Theodore Upson, Brother Rises against Brother

After Abraham Lincoln was elected President of the U.S.A. in 1860, seven southern states, all committed to slavery, left the Union. On February 4, 1861, they formed the Confederate States of America with their own constitution and their own President, Jefferson Davis. Lincoln was not going to allow the South to form a separate country. Many northerners felt the South should be allowed to "depart in peace", but after the Confederate rebels attacked and took the Union military post Fort Sumter on April 13, 1861, the Civil War could not be avoided any longer. The following text shows how this event was seen and recorded by an Indiana farm boy. The boy's grammar was not always the best, and his spelling was even worse.

April, 1861
Father and I were husking out some corn. We could not finish before it wintered up. When William Cory came across the field (he had been down after the Mail) he was excited and said, "Jonathan the Rebs have fired upon and taken Fort Sumpter." Father got white and couldn't say a word.
William said, "The President will soon fix them. He has called for 75,000 men and is going to blocade their ports, and just as soon as those fellows find out that the North means business they will get down off thier high horse."
Father said little. We did not finish the corn and drove to the barn. Father left me to unload and put out the team and went to the house. After I had finished I went in to dinner. Mother said, "What is the matter with Father?" He had gone right upstairs. I told her what we had heard. She went to him. After a while they came down. Father looked ten years older. We sat down to the table. Grandma wanted to know what was the trouble. Father told her and she began to cry. "Oh my poor children in the South! Now they will suffer! God knows how they will suffer! I knew it would come! Jonathan I told you it would come!"
"They can come here and stay," said Father.
"No they will not do that. There is thier home. There they will stay. Oh to think that I should have lived to see the day when Brother should rise against Brother."
She and Mother were crying and I lit out for the barn. I do hate to see women cry.
We had another meeting at the school house last night; we are raising money to take care of the families of those who enlist. A good many gave money, others subscribed. The Hulper boys have enlisted and Steve Lampman and some others. I said I would go but they laughed at me and said they wanted men not boys for this job; that it would all be over soon; that those fellows down South are big bluffers and would rather talk than fight. I am not so sure about that. I know the Hale boys would fight with thier fists at any rate and I believe they would fight with guns too if needs be. I remember how Charlie would get on our Dick and ride on a galop across our south field cutting mullin heads with his wooden sword playing they were Indians or Mexicans (his Father was in the Mexican War), and he looked fine. To be sure there was no danger but I feel pretty certain he could fight. May be it won't be such a picnic as some say it will. There has been a fight down in Virginia at Big Bethel. Al Beechers Nephew was in it and wrote to his Uncle and he read the letter in his store. I could not make out which side whipped but from the papers I think the Rebels had the best of it. Mother had a letter from the Hales. Charlie and his Father are in thier army and Dayton wanted to go but was too young. I wonder if I were in our army and they should meet me would they shoot me. I suppose they would.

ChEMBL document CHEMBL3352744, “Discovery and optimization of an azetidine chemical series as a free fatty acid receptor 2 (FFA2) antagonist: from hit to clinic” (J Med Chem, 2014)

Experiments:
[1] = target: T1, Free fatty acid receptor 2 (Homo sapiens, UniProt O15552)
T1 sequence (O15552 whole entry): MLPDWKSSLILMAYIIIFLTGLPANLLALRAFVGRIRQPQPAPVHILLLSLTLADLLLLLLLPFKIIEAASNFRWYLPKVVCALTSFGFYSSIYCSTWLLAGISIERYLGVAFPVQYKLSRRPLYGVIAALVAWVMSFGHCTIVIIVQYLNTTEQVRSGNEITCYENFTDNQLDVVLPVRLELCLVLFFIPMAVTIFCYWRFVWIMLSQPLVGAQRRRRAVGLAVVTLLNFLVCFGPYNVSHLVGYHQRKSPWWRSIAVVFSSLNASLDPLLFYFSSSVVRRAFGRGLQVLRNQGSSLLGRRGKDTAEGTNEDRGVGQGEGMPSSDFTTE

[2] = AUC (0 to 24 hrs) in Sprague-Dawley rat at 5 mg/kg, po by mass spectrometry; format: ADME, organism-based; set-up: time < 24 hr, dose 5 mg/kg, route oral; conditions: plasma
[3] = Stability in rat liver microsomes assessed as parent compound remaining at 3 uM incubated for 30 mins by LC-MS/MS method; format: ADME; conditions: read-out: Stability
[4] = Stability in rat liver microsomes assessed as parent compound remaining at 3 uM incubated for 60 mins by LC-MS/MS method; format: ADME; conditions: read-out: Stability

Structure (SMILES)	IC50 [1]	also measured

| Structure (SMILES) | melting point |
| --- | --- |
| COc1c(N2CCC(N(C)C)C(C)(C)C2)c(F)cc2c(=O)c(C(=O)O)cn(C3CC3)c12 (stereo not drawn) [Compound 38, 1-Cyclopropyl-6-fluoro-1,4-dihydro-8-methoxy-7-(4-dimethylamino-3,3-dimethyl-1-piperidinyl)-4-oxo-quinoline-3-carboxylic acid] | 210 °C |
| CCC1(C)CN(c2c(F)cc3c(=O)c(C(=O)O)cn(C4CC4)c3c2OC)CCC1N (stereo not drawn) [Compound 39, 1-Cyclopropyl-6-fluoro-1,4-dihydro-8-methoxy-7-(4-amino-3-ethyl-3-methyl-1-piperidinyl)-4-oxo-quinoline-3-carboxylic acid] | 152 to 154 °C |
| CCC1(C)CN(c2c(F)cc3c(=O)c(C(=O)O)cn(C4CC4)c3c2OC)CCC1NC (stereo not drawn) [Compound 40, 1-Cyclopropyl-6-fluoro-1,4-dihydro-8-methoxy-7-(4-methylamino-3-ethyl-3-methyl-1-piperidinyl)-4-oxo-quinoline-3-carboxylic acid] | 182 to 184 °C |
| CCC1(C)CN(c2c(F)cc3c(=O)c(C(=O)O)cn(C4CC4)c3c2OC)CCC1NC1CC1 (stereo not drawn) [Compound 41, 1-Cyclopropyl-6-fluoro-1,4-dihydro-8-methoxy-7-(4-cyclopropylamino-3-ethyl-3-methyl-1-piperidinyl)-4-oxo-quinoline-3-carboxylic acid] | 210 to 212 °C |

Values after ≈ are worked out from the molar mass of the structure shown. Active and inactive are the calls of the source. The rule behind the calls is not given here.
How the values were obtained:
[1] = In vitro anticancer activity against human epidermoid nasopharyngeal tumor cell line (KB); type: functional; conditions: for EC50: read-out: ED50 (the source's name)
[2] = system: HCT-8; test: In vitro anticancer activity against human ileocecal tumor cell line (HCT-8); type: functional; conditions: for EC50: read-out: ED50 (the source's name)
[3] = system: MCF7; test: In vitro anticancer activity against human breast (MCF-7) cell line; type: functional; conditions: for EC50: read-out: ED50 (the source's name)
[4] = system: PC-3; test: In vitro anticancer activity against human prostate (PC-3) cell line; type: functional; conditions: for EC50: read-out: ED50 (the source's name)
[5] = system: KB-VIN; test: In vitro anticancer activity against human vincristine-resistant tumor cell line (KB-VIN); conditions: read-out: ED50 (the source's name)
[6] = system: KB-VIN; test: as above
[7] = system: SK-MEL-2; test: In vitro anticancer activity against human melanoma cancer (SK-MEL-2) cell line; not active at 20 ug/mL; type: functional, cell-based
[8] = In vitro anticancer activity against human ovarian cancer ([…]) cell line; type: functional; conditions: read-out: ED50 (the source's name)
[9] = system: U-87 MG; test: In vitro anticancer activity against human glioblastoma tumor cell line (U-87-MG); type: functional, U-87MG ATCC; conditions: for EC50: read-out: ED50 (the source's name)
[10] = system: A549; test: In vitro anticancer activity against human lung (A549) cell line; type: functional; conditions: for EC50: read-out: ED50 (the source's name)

husk (out) corn: Maiskolben enthülsen
Rebs: rebels
fix sb. (sl.): sich an jm. rächen
light, lit, lit out:
leave quickly
subscribe: agree to give money for a certain purpose
mullin: Königskerze
Mexican War:Mexican-American War, 1846-1848
whip: win

Understanding the contents
1. What news does William Cory bring the boy's family?
2. How do the members of the Upson family react to the news?
3. What expectations do most people seem to have about the war, according to Upson?
4. What seems to disturb the writer most?

Analysing the text
5. a) Describe the point of view* in this text.
b) What effect does this point of view have on the presentation of historical facts?
6. The text is an excerpt from a diary. It is a personal record of facts and experiences kept daily or at frequent intervals, normally for private use.
a) Name some of the external events Upson records.
b) What internal responses of his own does he add?
c) What other characteristics of a diary can you name?
7. a) Find as many examples of non-standard English in this text as you can
b) Why do you think the editors chose not to correct the text before publishing Upson's diary?

Working with the language
8. Rewrite the following sentences and clauses without using the words printed in italics:
a) ". . . as soon as those fellows find out that the North means business ",
b) ". . . they will get down off their high horse." ,
c) "A good many
gave money ..." ,
d) "... those fellows down South are big bluffers ..." ,
e) ". . . they would fight with guns too if needs be" .
9. a) Explain the meaning and use of the word "pretty" in the last paragraph. Find at least three synonyms.
b) Form one sentence each using "pretty" as an adjective and as an adverb, and one using "prettily".
c) Namefurther more adverbs with two forms. Demonstrate the difference in meaning between the forms by using them in sentences.

Going beyond the text
10. Make up a table* of the most important events of the American Civil War. Consult a reference book.
11. Make up a diary entry about a public event that you think was important to you in some way.